A Fuller Picture (What I Learned At Sports Camp, Part 3)

I saved my favorite Sports Camp lesson for last. The first two were much-needed, recalibrating reminders that one needs every so often to keep on living with love, joy, peace, patience, kindness, goodness, faithfulness, gentleness, and self-control - but they were reminders nonetheless.

This third and final lesson is the kind in which old thoughts get shuffled around and new thoughts fall into place and suddenly you see something that wasn't there before.  Like a mental game of Tetris, or a rubix cube.

Someone a long time ago (maybe C.S. Lewis?  Maybe in The Four Loves?  Maybe I'm making that up?) wrote that:

If A knows C, and B knows C, then A and B can get together and swap stories to get a more complete picture of C.

(This helps:)

Since A and B both know C in a unique way, A and B can share information to get a better, fuller understanding of C.

Logical, yes?

This is why we need other believers.

Because if I know God (wow, Christianity is beautiful), and you know God too, then by coming together in life and worship, we get a more complete picture of Him.

Each believer has a unique relationship with God; one that is only theirs.  God's relationship with every believer is in many ways paternal, in many ways maternal, in many ways like an adoring husband, and like the wisest teacher.  Throw in omniscience, inexhaustible mercy, and unconditional, self-sacrificing love and you are beginning to grasp at the fringes of this relationship.  In other words, it is intimate.

When I speak of what God has done in my life, you learn something about God that you didn't know before.

When I hear what God has done in your life, I learn something about God that I didn't know before.

Both of our understandings of God are stretched.  He is made larger - magnified and glorified.

That's why we need to be in fellowship with other believers - because God is infinitely bigger than our little experience of Him.

Now. Here's the part that is rocking my world right now:

If this is true, the more you surround yourself with believers that are different from you, the greater your understanding of God will be.  

In fact, the more different, the better.

I can learn from anyone, but it is the people whom (at first glance) I have virtually nothing in common with that can teach me things about God that I would not learn any other way.  Someone whose experience is completely different than mine gives me a completely new understanding of God.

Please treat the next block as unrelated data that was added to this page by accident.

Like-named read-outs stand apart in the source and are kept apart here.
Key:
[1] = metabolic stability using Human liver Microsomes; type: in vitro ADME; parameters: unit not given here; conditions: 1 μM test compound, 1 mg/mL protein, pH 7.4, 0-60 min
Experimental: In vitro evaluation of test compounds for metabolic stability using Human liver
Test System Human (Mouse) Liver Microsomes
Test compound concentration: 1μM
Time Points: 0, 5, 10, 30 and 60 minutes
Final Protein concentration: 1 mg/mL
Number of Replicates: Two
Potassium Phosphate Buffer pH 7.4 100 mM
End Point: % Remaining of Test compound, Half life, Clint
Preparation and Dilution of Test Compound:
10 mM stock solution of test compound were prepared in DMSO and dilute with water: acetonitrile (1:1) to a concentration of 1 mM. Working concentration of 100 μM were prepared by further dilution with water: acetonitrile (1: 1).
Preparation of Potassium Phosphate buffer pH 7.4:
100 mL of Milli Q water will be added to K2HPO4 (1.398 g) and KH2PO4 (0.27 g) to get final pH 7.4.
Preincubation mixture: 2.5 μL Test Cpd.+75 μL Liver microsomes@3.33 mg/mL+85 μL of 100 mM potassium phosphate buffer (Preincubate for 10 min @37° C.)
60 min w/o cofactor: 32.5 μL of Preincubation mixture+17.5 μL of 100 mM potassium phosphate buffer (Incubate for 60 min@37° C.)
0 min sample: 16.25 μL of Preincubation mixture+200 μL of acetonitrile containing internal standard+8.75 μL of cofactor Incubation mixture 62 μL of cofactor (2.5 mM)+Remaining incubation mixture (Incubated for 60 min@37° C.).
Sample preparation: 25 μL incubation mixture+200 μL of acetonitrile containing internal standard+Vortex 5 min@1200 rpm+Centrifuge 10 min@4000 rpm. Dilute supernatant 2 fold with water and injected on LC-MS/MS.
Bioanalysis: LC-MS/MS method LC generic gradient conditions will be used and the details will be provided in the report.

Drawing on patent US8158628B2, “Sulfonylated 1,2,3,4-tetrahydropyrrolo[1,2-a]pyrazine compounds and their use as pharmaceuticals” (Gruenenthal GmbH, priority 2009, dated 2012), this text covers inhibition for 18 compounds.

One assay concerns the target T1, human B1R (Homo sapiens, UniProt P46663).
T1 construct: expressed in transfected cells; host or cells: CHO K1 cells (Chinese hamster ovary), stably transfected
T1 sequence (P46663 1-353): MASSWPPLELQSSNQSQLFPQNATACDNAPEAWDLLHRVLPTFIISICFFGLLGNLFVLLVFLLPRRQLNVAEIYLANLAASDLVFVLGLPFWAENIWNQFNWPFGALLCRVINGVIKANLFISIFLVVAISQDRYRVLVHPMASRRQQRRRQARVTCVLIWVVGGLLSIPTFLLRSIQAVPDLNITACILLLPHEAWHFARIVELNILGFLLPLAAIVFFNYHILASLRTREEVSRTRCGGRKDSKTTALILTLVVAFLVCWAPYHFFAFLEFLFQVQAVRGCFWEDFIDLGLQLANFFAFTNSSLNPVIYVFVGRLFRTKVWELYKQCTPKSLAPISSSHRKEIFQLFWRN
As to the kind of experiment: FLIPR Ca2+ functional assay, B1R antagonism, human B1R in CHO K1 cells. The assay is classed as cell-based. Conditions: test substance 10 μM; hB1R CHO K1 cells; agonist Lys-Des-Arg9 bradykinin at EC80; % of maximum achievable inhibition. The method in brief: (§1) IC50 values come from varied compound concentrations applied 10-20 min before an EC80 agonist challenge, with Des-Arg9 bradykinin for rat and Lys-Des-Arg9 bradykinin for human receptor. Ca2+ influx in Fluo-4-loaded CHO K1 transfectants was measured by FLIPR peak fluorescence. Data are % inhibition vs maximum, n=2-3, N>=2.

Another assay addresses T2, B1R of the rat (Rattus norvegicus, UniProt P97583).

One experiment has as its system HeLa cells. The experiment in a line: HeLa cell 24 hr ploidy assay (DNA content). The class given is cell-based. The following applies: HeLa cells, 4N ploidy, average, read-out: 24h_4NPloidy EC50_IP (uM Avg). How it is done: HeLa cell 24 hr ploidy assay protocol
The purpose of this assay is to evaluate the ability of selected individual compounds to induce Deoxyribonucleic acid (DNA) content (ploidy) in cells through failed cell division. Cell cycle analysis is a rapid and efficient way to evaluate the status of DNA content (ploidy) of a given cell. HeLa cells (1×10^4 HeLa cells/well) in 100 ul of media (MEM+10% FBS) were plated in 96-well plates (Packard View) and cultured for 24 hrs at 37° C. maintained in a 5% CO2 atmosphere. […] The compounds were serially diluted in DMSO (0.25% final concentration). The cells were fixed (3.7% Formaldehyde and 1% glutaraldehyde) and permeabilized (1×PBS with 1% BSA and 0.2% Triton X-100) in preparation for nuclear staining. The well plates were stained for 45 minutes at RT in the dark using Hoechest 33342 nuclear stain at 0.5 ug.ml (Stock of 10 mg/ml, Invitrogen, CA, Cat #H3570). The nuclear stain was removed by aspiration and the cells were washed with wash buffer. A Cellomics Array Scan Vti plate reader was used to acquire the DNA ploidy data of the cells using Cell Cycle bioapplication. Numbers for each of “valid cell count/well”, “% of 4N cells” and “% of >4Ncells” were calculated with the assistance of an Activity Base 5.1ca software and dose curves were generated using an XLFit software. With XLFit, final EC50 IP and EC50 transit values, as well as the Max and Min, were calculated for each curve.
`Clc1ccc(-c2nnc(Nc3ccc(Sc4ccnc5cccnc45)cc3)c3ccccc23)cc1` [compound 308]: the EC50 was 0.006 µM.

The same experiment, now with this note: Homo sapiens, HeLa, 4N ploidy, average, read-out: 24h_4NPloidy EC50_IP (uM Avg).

At Sports Camp, there were a lot of people who were different than me.  There was a group of high-risk girls from the ghetto whose parents are on drugs, in jail, or just gone.  There were dozens - literally dozens - of people with special needs.  People in wheelchairs, people with hearing loss, vision loss, and people all over the autism spectrum - adults and children alike.  There were people from the country - I mean the coun-try.  (When someone asked a little girl why she wasn't doing to cupid shuffle with everyone else she replied in a slow drawl, "I'm from the country; I don't do any of this city-stuff.")  There were people of all different races and combinations of races.

Let me pause here to get up on my soapbox for a second:

More important than the presence of diversity is the attitude towards diversity.  Any church can welcome a person with special needs or a person of a different race into their congregation (at least any church even half-trying to follow Jesus), but too often it's for the wrong reason.

Too often when we welcome a person with special needs into our lives, they become the poster child for how open-minded and evolved we are.  We point to our one friend who has an addiction, our one friend with special needs, our one friend of a different race and say, "Look how gracious I am!  I have an Indian friend!  I have a friend with autism!"